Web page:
Researchers and medical professionals from around the state gathered in Albany Thursday to urge acting Department of Health Commissioner Howard Zucker to impose a 3 to 5 year moratorium on hydraulic fracturing in New York.
The current state moratorium expires on may 15th, 2015.
Physicians, nurses, peer-reviewed researchers and public health professionals are all part of the coalition pushing for a thorough analysis of the health and societal impacts of fracking.
Dr. Kathy Nolan of Concerned Health Professionals of New York says there’s been an increase in fracking health literature in specialist journals, but the medical community is only just beginning to understand the impact of the drilling process.
“These new studies command attention because of several features. They’re appearing in peer review publications providing an indication of the professional merit and the integrity of the research. They report results that are accumulating over time as evidence grows and once imperceptible impacts manifest and become better studied.”
Nolan says the previous research on fracking was done by the oil and gas industry making it extremely limited and biased. She points out idiosyncrasies like the fluctuations of emissions that change exposure levels for people have not been considered or properly researched.
Another pressing matter the group said needed to be address before the health study is completed are baseline studies.
Dr. Larysa Dyrszka also with Concerned Health Professionals of New York says researchers need time to collect environment and health data from potential fracking regions before any drilling begins. That way, Dyrszka says they can clearly differentiate between existing conditions and what is caused by fracking.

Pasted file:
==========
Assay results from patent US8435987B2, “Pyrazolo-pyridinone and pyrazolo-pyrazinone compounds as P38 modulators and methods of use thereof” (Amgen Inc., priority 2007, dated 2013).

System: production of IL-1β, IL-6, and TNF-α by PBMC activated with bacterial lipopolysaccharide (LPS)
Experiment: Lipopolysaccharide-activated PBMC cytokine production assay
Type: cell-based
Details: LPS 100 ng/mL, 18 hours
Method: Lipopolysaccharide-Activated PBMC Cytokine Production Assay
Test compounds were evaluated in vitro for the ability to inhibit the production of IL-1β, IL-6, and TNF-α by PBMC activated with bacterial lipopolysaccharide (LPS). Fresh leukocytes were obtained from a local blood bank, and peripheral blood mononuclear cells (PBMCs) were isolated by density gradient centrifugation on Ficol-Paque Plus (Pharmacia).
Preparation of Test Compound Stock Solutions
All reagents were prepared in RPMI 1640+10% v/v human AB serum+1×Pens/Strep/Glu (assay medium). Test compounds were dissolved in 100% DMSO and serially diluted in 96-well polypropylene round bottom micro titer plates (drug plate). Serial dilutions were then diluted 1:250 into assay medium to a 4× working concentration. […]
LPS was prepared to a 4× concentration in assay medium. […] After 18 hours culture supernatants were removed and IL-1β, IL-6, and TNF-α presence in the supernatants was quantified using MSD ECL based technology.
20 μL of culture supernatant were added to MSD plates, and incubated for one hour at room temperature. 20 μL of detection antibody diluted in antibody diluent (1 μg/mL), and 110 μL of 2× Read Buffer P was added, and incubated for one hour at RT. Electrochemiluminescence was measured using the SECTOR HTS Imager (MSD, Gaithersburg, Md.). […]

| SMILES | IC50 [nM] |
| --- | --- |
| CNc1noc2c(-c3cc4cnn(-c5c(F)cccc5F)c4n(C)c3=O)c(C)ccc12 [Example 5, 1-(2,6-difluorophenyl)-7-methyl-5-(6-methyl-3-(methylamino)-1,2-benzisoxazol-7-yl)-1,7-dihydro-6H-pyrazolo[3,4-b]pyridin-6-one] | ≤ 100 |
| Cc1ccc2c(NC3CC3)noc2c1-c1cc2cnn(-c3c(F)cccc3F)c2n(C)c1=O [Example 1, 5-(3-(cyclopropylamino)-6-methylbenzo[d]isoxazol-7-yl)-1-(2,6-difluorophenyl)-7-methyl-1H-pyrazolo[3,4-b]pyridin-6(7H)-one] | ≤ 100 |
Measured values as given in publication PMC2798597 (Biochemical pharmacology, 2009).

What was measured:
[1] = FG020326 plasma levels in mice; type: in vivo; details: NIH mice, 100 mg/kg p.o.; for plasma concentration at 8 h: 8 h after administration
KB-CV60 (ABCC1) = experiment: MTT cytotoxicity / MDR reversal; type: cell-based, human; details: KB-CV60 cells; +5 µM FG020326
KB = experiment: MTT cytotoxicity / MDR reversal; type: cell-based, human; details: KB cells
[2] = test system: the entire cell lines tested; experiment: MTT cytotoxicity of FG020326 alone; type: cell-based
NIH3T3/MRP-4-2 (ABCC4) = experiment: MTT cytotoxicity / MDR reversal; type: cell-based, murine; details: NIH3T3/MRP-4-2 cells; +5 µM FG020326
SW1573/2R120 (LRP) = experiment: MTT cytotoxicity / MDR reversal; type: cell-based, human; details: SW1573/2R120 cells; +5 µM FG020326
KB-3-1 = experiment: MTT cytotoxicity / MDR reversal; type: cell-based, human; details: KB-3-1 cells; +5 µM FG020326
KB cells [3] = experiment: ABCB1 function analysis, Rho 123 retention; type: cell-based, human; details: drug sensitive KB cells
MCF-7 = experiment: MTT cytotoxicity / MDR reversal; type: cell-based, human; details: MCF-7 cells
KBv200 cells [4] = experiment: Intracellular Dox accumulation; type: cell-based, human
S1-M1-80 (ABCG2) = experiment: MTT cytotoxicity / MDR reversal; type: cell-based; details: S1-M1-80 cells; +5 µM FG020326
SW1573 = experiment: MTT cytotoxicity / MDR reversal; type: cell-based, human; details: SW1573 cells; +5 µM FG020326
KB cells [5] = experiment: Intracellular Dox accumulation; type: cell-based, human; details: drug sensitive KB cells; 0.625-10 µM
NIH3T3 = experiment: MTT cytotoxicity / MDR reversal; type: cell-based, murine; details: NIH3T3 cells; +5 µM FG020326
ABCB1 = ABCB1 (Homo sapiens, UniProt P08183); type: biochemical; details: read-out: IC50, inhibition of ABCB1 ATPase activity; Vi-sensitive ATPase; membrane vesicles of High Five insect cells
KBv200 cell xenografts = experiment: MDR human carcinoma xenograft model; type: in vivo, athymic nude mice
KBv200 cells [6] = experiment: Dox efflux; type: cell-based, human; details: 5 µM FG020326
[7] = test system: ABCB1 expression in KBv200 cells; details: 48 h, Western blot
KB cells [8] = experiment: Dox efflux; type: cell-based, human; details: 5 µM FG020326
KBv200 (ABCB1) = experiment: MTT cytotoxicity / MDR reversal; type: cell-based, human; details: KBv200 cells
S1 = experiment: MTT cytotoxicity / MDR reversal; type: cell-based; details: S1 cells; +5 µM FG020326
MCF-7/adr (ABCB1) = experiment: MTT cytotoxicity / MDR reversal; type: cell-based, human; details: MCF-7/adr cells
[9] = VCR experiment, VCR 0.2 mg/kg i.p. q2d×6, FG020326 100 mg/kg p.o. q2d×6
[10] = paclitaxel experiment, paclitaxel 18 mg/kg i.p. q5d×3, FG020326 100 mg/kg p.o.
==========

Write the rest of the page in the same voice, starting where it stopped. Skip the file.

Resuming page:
She also says most of the research they are relying on is coming from other states where fracking has been going on for 10 years and some of it is from physicians treating patients while other data is from grassroots organizations collecting testimonials and data from their community.
Medical professionals in other states where fracking is already occurring are investigating the correlation between drilling activity and health conditions like persistent hacking cough, nosebleeds, memory loss and certain types of cancer.
Dyrszka says it will take 3 to 5 years to compile all of that information and present it to the state Department of Health.
Dr. Barton Schoenfeld with Physicians for Social Responsibility also warns that the emerging peer-reviewed studies are pointing to irreparable harm to community and natural resources exposed to fracking. He says it will be much easier to preserve the public health than to combat disease.
“Any possible profit that could be gained in the short term by hydro fracking would be more than canceled out by the long term health care costs.”
Schoenfeld says there is no way the state can afford the long-term care that prolonged exposure to hydraulic fracturing requires.
The signatories to the letter presented to Cuomo administration, believe more of these studies will surface in the coming years and will help the state get a better understanding of the real risks.
The previous Health Commissioner Dr Nirav Shah recently resigned. He began a health review of fracking in September 2012, which is ongoing.